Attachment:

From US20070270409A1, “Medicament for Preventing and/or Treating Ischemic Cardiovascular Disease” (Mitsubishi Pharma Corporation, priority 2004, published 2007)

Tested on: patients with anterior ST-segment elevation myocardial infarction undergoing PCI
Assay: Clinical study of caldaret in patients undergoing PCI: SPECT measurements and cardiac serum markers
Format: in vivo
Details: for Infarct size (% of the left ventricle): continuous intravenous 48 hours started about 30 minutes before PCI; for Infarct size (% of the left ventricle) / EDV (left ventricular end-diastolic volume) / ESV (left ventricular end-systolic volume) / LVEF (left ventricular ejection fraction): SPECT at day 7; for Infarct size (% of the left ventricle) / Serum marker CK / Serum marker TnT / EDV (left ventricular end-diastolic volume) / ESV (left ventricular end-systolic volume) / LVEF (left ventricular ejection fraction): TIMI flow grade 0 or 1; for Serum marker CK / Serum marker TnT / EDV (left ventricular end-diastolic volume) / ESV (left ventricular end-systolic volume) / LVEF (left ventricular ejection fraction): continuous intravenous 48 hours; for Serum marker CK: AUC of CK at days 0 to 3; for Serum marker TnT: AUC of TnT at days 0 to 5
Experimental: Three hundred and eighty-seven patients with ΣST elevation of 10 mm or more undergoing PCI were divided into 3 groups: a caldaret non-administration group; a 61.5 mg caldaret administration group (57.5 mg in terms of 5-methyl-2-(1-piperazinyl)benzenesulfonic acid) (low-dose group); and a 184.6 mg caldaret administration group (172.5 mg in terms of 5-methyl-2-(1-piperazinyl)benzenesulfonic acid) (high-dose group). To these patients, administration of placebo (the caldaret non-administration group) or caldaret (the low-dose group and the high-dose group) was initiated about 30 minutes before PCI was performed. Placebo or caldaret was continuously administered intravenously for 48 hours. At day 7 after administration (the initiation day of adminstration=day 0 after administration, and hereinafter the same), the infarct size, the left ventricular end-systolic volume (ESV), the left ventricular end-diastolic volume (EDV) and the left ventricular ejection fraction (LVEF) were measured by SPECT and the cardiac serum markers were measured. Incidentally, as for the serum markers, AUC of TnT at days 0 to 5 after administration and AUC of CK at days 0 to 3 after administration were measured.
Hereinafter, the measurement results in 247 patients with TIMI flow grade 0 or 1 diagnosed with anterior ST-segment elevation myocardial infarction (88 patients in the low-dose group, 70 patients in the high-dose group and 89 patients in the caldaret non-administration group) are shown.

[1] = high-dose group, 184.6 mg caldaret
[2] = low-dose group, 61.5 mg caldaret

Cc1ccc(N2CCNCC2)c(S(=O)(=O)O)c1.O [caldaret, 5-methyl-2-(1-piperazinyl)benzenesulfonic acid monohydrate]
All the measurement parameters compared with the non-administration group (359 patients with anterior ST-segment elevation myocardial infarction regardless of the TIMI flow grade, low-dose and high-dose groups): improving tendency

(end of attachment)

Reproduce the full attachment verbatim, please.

From US20070270409A1, “Medicament for Preventing and/or Treating Ischemic Cardiovascular Disease” (Mitsubishi Pharma Corporation, priority 2004, published 2007)

Tested on: patients with anterior ST-segment elevation myocardial infarction undergoing PCI
Assay: Clinical study of caldaret in patients undergoing PCI: SPECT measurements and cardiac serum markers
Format: in vivo
Details: for Infarct size (% of the left ventricle): continuous intravenous 48 hours started about 30 minutes before PCI; for Infarct size (% of the left ventricle) / EDV (left ventricular end-diastolic volume) / ESV (left ventricular end-systolic volume) / LVEF (left ventricular ejection fraction): SPECT at day 7; for Infarct size (% of the left ventricle) / Serum marker CK / Serum marker TnT / EDV (left ventricular end-diastolic volume) / ESV (left ventricular end-systolic volume) / LVEF (left ventricular ejection fraction): TIMI flow grade 0 or 1; for Serum marker CK / Serum marker TnT / EDV (left ventricular end-diastolic volume) / ESV (left ventricular end-systolic volume) / LVEF (left ventricular ejection fraction): continuous intravenous 48 hours; for Serum marker CK: AUC of CK at days 0 to 3; for Serum marker TnT: AUC of TnT at days 0 to 5
Experimental: Three hundred and eighty-seven patients with ΣST elevation of 10 mm or more undergoing PCI were divided into 3 groups: a caldaret non-administration group; a 61.5 mg caldaret administration group (57.5 mg in terms of 5-methyl-2-(1-piperazinyl)benzenesulfonic acid) (low-dose group); and a 184.6 mg caldaret administration group (172.5 mg in terms of 5-methyl-2-(1-piperazinyl)benzenesulfonic acid) (high-dose group). To these patients, administration of placebo (the caldaret non-administration group) or caldaret (the low-dose group and the high-dose group) was initiated about 30 minutes before PCI was performed. Placebo or caldaret was continuously administered intravenously for 48 hours. At day 7 after administration (the initiation day of adminstration=day 0 after administration, and hereinafter the same), the infarct size, the left ventricular end-systolic volume (ESV), the left ventricular end-diastolic volume (EDV) and the left ventricular ejection fraction (LVEF) were measured by SPECT and the cardiac serum markers were measured. Incidentally, as for the serum markers, AUC of TnT at days 0 to 5 after administration and AUC of CK at days 0 to 3 after administration were measured.
Hereinafter, the measurement results in 247 patients with TIMI flow grade 0 or 1 diagnosed with anterior ST-segment elevation myocardial infarction (88 patients in the low-dose group, 70 patients in the high-dose group and 89 patients in the caldaret non-administration group) are shown.

[1] = high-dose group, 184.6 mg caldaret
[2] = low-dose group, 61.5 mg caldaret

Cc1ccc(N2CCNCC2)c(S(=O)(=O)O)c1.O [caldaret, 5-methyl-2-(1-piperazinyl)benzenesulfonic acid monohydrate]
All the measurement parameters compared with the non-administration group (359 patients with anterior ST-segment elevation myocardial infarction regardless of the TIMI flow grade, low-dose and high-dose groups): improving tendency